I have come across a lot of people who wear a heart monitor but aren’t quite sure how to use the information to their best advantage.
In simple terms, the normal person can store enough glycogen in their body to fuel them through about 19-20 miles of a marathon……after that they are in big trouble.
No matter how many plates of pasta you eat in the days before the big race there is only so much glycogen that your body can store, so more carbohydrates are not necessarily better.
To put it simply the average athlete most likely stores enough fat to fuel them through three marathons and probably an Ironman as well. Learning to burn fat for fuel means you will run through the mystical wall instead of crashing into it head-first.
A heart-rate monitor will teach you how to run aerobically in your fat-burning zone and once you learn how to do this and incorporate in into your races you will conserve your stores of glycogen and this will result in increased endurance and much more enjoyable marathons and Ironman Triathlons.
If you want to know more about using a heart-rate monitor to your best advantage and improve your endurance and race results read my article on heart-rate monitor training.
(3)PACE IS ALWAYS THE KEY
Many runners spend years training but give little thought to the concept and importance of pace.
A world class sprinter might be able to run 100 meters in under 10 seconds, but if he tried to run the 400 meters at that same pace he would run out of fuel and his speed would greatly diminish before he reached the finish line.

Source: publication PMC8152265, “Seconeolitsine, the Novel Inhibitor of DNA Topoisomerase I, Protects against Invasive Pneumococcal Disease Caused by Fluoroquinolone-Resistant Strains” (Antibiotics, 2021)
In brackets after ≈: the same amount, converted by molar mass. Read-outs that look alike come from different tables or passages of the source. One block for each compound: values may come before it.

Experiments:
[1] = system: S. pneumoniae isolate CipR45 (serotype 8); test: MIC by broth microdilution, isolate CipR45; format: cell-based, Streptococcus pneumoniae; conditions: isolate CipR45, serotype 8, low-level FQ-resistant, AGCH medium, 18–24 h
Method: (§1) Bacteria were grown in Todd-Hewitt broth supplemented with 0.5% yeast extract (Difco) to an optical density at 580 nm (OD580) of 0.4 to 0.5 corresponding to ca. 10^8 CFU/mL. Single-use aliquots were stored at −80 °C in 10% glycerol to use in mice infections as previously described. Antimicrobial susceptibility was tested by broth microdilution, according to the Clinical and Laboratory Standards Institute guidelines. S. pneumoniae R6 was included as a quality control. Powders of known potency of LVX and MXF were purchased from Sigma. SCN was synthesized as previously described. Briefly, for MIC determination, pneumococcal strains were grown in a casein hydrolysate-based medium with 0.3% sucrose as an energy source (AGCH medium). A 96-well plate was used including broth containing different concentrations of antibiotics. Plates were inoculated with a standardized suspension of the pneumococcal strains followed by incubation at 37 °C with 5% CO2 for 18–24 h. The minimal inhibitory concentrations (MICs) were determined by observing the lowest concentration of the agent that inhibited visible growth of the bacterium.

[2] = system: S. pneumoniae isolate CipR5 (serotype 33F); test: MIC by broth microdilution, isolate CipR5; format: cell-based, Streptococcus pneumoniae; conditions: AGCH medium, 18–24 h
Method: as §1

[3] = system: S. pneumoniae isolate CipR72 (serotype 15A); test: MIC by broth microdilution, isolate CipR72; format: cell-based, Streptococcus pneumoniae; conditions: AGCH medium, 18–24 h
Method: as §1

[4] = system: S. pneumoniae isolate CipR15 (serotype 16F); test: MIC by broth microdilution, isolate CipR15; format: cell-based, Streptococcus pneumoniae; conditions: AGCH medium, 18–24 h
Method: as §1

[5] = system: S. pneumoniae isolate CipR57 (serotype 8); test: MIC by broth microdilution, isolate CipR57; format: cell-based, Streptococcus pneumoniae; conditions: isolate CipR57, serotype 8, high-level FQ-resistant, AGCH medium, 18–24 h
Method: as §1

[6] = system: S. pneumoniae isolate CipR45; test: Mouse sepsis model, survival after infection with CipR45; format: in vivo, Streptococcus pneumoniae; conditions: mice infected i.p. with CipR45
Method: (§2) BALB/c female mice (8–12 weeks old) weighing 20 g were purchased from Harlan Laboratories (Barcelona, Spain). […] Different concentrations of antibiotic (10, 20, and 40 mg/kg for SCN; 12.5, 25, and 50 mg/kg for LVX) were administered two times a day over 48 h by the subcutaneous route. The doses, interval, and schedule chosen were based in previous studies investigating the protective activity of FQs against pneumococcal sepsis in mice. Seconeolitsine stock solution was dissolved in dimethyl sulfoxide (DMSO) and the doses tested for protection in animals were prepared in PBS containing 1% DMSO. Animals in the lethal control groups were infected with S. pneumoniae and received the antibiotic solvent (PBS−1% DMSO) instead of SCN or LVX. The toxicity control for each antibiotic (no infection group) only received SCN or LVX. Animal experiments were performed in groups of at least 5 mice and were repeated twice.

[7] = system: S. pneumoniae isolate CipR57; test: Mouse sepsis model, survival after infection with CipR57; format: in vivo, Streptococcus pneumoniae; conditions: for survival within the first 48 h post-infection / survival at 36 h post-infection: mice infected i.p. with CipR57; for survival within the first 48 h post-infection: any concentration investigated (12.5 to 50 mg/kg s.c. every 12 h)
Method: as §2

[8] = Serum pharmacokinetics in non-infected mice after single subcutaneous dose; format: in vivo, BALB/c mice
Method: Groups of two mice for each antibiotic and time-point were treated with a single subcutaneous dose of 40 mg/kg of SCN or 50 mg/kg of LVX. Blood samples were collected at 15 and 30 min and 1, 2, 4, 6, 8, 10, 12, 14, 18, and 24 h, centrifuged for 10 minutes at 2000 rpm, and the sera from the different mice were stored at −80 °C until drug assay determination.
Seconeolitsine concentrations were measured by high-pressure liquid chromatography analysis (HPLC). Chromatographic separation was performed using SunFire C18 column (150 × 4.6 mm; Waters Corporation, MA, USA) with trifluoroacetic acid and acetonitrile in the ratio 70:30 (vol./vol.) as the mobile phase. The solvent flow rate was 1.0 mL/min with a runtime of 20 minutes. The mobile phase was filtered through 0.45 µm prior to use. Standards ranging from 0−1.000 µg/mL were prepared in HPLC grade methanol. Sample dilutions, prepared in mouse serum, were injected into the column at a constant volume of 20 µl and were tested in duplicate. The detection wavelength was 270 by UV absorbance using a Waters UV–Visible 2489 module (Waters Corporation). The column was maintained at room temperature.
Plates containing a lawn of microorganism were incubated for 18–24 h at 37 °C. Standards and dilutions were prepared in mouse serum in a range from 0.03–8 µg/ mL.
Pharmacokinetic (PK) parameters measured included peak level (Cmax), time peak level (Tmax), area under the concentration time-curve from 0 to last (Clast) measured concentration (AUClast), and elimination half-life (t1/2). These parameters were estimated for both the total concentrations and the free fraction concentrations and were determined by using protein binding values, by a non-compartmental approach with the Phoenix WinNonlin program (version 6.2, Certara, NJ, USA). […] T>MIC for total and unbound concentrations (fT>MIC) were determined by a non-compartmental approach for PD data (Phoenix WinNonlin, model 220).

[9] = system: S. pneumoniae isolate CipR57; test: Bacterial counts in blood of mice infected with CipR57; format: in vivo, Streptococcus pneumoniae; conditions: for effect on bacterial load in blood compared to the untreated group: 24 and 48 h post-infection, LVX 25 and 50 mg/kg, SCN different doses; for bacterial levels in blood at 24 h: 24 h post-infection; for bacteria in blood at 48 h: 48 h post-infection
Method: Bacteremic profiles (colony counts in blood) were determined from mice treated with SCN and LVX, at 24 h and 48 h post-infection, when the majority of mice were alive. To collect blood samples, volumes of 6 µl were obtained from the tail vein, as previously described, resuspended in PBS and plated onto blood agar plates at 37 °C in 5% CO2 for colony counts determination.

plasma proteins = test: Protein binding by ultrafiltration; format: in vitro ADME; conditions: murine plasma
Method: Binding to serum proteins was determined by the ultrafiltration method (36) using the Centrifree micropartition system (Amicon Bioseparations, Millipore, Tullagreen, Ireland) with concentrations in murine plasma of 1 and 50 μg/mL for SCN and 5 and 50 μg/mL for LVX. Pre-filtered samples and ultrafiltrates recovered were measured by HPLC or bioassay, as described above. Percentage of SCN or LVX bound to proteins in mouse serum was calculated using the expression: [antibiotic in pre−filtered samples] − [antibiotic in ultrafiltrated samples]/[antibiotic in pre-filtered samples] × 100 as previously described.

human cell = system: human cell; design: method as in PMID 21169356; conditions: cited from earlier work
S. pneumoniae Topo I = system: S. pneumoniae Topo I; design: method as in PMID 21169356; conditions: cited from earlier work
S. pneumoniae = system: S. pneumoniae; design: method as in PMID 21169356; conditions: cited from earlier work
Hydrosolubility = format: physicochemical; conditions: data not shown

The same is true of a runner who tries to run a marathon at the same pace as his best ever 10k race. It’s a recipe for disaster.
There are very few age-group runners in the world who run the last half of their distance races as fast or faster than the first half.
It takes a lot of discipline to hold back when the starting gun sounds and everyone else seems to be leaving you in the dust.
More often than not, triathletes will push themselves far too hard over the days, weeks, months, and even years of training as they prepare for the Ironman.
They will continue on with the same mentality in the final weeks before the big race and not allow enough time for rest and recovery in what should be the taper period.
Then when the gun sounds they will blast off and won’t slow down for 2.4-miles of the swim, the transition, and perhaps as far as they can make it into the bike until their body finally shuts down.
By the time they get to the marathon they join the multitude of fellow triathletes in the IRONMAN TRIATHON DEATH MARCH. Be sure to read all about it.
Pace is the key and easing your body into a challenge as daunting as an Ironman Triathlon is the best think you could ever do to ensure your best possible result and more importantly you will enjoy the experience a whole lot more.
Here is a strategy for you to consider that could well change the way you look at the Ironman Triathlon. It might be your first one or your fifth one. It doesn’t matter. There is no time like the present to take control of your Ironman destiny.
I was that guy who ran himself into the ground in training and in racing year after year until I finally figured out the importance of pace and it was a revelation that changed the way I approached endurance events from that day forward.
Read what I wrote about THE NEGATIVE-SPLIT IRONMAN TRIATHLON STRATEGY.
If you would like to read more of my articles on training or perhaps inspiration here are a few links for you.